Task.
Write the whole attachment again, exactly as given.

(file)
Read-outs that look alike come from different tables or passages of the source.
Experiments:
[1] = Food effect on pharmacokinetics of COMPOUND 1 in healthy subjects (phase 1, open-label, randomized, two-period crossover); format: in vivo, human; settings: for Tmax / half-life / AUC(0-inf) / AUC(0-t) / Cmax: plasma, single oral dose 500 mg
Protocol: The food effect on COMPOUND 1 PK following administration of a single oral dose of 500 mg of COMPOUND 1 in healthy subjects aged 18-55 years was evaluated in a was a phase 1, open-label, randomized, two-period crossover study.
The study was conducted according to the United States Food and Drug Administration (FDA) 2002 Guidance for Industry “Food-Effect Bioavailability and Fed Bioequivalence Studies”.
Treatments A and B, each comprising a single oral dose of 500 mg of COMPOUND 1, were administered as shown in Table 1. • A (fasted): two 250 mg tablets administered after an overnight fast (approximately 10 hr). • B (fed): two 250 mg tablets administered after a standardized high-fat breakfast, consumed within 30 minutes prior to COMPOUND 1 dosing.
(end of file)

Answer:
Read-outs that look alike come from different tables or passages of the source.
Experiments:
[1] = Food effect on pharmacokinetics of COMPOUND 1 in healthy subjects (phase 1, open-label, randomized, two-period crossover); format: in vivo, human; settings: for Tmax / half-life / AUC(0-inf) / AUC(0-t) / Cmax: plasma, single oral dose 500 mg
Protocol: The food effect on COMPOUND 1 PK following administration of a single oral dose of 500 mg of COMPOUND 1 in healthy subjects aged 18-55 years was evaluated in a was a phase 1, open-label, randomized, two-period crossover study.
The study was conducted according to the United States Food and Drug Administration (FDA) 2002 Guidance for Industry “Food-Effect Bioavailability and Fed Bioequivalence Studies”.
Treatments A and B, each comprising a single oral dose of 500 mg of COMPOUND 1, were administered as shown in Table 1. • A (fasted): two 250 mg tablets administered after an overnight fast (approximately 10 hr). • B (fed): two 250 mg tablets administered after a standardized high-fat breakfast, consumed within 30 minutes prior to COMPOUND 1 dosing.